So you see – as a professor to this particularly amazing breed, this Bryn Mawr woman, I feel a bit like Peter Pan, who lives forever on an enchanted island where others tarry . . . but eventually leave, eventually grow up.  If I’m Peter, Bryn Mawr is, in certain ways, Neverland.  I don’t mean that it is childish or silly.  Far from it.  Peter Pan lures boys away from humdrum family nurseries where they are locked into rather dreary childish behaviors, to a thrilling island fraught with danger and excitement, where they live on the razor’s edge between life and death, and find their pleasure there.  Like Peter Pan, I feel that I can offer you something that beautiful and also dangerous, something marvelously different from the confinements of youth.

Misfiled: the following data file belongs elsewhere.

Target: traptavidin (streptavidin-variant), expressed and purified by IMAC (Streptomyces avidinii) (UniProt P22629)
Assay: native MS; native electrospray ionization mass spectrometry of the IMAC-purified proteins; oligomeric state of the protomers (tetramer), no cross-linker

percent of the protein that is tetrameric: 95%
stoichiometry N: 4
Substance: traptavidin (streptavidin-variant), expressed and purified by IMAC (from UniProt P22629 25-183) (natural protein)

Bryn Mawr reaches out to the world, its mission is the education of women for the global present.  You won’t be isolated here, or cut off.  But I want you to also understand that Bryn Mawr is, like Neverland, an island.  It is a collective fantasy.  I mean that positively -- I think it's a good thing in a college.  The term “ivory tower” is used disparagingly, and the isolation of academia is often critiqued.  We work hard at Bryn Mawr to make sure our students are citizens of a contemporary and dynamic world.  But an important part of a liberal arts education is the small community of scholars working together, "we happy few."  You’ve been on the tour, and you’ve seen the beautiful cloister that is at the heart of Bryn Mawr, the secluded space that recalls the history of higher education in Europe.  Bryn Mawr reaches outward, yes, it prepares you for a life outside and away from it . . . but that inward-turning part of the college is precious.   It is the Neverland at the heart of this place.